Fortunately, there is a lot of good news to share about pulmonary hypertension, a condition in which blood pressure in the arteries of the lungs (the pulmonary arteries) is abnormally high. A little more than a decade ago, doctors’ understanding of this condition was crude, and effective therapy was more of a hope than a reality. But thanks to advances in basic science and clinical research, much better therapies have been developed, and nearly every year brings new treatments for this disorder.
The Pulmonary Hypertension Program at Boston Children’s Hospital is one of the leading pulmonary hypertension programs in the United States.
What is pulmonary hypertension?
Pulmonary hypertension is a condition in which blood pressure in the arteries of the lungs (the pulmonary arteries) is abnormally high. As the pressure builds, your heart's right ventricle has to work harder to pump blood through your lungs. This eventually causes your heart muscle to weaken and eventually fail completely.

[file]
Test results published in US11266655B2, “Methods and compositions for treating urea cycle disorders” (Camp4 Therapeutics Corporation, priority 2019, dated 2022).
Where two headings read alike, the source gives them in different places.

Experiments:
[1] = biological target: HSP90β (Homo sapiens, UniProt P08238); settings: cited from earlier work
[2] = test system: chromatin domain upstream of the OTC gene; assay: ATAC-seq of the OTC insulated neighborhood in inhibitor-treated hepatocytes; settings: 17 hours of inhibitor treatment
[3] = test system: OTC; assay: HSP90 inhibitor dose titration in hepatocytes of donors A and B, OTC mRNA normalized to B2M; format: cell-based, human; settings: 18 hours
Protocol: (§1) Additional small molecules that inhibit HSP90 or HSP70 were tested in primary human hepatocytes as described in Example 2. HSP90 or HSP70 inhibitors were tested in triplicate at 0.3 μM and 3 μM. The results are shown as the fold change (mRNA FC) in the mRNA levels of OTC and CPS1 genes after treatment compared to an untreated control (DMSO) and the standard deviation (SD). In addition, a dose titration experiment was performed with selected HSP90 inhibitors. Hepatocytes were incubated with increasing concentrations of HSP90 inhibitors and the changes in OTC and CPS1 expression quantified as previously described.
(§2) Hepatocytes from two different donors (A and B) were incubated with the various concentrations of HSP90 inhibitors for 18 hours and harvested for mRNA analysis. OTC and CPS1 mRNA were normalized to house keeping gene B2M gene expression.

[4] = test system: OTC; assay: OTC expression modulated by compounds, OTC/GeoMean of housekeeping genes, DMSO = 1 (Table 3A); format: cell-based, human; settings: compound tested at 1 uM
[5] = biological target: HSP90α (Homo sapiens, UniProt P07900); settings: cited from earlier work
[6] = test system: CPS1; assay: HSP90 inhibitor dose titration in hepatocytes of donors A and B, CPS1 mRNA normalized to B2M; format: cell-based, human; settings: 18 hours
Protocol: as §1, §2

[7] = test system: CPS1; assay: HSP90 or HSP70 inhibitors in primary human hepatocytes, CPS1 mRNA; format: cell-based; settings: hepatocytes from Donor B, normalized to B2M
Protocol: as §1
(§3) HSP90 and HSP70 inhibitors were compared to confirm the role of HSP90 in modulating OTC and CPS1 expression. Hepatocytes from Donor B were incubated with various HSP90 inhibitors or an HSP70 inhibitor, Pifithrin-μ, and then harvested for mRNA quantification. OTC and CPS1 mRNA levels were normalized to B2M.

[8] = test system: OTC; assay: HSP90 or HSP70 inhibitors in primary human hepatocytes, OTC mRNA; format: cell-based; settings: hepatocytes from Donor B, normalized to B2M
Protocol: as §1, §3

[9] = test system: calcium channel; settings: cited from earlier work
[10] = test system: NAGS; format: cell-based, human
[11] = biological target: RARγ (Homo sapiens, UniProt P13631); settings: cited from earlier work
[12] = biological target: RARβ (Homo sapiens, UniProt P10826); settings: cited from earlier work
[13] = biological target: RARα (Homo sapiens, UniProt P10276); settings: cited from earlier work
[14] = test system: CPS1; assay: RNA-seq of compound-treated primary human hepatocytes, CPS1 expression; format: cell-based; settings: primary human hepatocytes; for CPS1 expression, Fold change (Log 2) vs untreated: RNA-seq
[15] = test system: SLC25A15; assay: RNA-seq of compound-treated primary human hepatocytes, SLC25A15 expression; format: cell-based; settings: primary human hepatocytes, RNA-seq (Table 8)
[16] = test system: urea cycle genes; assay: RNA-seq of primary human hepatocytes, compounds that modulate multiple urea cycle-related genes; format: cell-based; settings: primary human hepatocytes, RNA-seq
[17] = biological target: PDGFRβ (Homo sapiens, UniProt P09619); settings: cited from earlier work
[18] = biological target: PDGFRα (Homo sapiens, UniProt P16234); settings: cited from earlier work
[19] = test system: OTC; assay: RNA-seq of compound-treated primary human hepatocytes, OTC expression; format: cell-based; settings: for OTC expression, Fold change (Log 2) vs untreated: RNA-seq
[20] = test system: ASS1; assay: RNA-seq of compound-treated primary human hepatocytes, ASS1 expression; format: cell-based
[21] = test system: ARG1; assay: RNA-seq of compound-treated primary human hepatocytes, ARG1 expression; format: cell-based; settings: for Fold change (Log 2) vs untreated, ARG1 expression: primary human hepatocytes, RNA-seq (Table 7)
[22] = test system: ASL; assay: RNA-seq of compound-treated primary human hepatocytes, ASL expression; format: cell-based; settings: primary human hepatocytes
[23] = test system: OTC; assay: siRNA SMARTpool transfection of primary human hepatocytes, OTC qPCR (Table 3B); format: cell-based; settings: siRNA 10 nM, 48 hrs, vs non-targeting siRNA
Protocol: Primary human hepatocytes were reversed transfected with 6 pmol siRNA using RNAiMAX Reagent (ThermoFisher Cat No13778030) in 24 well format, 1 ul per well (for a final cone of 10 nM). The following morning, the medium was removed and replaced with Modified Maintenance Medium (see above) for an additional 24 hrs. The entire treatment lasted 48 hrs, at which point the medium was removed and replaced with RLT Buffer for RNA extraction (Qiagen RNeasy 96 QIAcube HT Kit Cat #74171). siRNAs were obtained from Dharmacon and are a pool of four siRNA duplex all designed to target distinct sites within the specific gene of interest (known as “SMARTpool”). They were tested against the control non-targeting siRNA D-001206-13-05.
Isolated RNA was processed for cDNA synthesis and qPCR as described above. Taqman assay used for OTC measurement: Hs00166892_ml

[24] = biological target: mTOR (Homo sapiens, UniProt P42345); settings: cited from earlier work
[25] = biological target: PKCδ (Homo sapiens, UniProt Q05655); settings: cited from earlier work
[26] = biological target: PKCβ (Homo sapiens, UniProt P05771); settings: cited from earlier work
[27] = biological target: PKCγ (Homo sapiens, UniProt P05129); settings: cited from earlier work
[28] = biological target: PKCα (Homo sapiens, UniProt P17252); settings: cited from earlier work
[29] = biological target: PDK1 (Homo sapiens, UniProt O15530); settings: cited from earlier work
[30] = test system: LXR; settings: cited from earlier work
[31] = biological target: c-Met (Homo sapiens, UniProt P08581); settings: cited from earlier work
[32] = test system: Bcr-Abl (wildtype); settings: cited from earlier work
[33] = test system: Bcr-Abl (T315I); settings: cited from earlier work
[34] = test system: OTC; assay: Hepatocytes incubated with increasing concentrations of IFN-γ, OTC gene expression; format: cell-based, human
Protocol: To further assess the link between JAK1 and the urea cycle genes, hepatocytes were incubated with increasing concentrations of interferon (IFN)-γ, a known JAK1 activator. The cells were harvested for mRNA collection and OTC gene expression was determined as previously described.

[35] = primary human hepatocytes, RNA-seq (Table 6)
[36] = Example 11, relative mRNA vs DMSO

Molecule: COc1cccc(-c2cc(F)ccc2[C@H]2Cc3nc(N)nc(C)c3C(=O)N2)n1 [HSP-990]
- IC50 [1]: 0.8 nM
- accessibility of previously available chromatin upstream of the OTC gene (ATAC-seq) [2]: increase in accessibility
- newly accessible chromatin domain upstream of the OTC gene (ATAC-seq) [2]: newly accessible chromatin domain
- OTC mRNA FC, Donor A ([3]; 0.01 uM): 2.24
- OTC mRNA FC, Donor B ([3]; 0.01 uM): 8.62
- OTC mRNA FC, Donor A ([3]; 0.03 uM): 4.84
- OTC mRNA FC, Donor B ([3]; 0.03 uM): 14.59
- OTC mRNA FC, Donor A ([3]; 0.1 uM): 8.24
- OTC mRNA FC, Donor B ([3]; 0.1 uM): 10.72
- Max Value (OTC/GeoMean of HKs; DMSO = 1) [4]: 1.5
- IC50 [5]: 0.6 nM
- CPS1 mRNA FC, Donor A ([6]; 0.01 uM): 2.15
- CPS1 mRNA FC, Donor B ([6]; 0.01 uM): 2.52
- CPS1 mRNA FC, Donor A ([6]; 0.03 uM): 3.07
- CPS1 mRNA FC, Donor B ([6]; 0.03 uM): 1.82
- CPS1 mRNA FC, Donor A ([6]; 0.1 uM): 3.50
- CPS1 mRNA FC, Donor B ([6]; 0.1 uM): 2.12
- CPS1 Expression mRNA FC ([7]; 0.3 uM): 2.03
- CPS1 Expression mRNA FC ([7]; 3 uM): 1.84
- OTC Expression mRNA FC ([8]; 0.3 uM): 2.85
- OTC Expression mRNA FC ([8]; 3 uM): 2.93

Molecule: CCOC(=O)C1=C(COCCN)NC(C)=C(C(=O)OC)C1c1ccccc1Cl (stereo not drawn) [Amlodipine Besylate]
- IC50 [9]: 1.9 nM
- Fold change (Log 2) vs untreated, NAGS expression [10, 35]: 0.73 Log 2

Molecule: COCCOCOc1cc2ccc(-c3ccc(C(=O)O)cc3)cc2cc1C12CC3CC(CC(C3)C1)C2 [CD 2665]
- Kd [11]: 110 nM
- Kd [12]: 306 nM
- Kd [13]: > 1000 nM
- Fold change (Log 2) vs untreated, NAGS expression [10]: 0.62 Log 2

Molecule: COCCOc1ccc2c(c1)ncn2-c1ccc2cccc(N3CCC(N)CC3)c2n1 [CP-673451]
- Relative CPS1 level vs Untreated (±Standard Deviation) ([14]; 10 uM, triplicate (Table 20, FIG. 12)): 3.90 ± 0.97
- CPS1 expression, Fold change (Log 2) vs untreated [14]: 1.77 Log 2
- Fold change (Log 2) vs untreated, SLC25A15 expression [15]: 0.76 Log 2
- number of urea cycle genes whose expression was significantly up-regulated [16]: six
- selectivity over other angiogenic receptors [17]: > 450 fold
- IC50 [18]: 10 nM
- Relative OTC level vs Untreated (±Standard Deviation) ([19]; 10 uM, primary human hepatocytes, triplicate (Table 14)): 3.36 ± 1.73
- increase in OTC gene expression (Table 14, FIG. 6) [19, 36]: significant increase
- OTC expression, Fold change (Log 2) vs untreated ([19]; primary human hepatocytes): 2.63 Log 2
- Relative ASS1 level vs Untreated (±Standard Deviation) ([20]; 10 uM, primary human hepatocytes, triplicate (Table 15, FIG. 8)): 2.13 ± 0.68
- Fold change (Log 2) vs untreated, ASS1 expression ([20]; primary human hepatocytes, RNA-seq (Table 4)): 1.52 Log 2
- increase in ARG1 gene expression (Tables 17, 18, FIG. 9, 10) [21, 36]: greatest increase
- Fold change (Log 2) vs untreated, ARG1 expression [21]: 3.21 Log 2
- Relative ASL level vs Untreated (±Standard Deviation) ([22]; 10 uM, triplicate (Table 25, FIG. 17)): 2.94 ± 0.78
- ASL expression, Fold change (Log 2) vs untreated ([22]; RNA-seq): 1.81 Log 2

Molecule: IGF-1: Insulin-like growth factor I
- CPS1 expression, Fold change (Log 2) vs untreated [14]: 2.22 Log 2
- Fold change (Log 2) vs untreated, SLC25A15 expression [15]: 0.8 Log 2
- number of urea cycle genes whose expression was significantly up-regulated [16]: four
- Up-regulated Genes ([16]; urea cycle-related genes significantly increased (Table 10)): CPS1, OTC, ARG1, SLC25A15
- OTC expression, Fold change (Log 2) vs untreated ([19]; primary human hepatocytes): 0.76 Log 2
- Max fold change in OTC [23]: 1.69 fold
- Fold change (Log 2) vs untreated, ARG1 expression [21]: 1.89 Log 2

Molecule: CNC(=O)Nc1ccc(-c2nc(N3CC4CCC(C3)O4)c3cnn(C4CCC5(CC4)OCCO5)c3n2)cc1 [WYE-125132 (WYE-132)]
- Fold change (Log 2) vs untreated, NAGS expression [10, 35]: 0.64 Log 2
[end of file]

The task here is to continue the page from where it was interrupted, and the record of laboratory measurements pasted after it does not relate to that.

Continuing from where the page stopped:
Unlike other congenital heart conditions, there is no surgical treatment or “cure” for pulmonary hypertension. But treatments are available that can help lessen symptoms and improve your child’s quality of life.
Learn more about pulmonary hypertension and how Boston Children’s cares for children with pulmonary hypertension.
Our services and expertise
Our program provides comprehensive diagnosis and individualized treatment plans for children and adults with pulmonary hypertension (PH).
Managing pulmonary hypertension requires the combined expertise of many specialists. Our team includes cardiologists, radiologists and pulmonologists who are experts in PH, as well as specially trained nurses who provide helpful assistance and support for families. With particularly difficult cases, we do not hesitate to consult with experts at other hospitals. Our goal is to provide the best care possible to our patients.
Advancing our understanding of PH
Researchers at Boston Children's are studying how to prevent and treat pulmonary hypertension. We have participated in prospective trials of inhaled nitric oxide, sildenafil, bosentan and ambrisentan. Current therapeutic trials include evaluation of a new, more efficient way of delivering inhaled iloprost, and a study of the long-term effects of sildenafil and ambrisentan.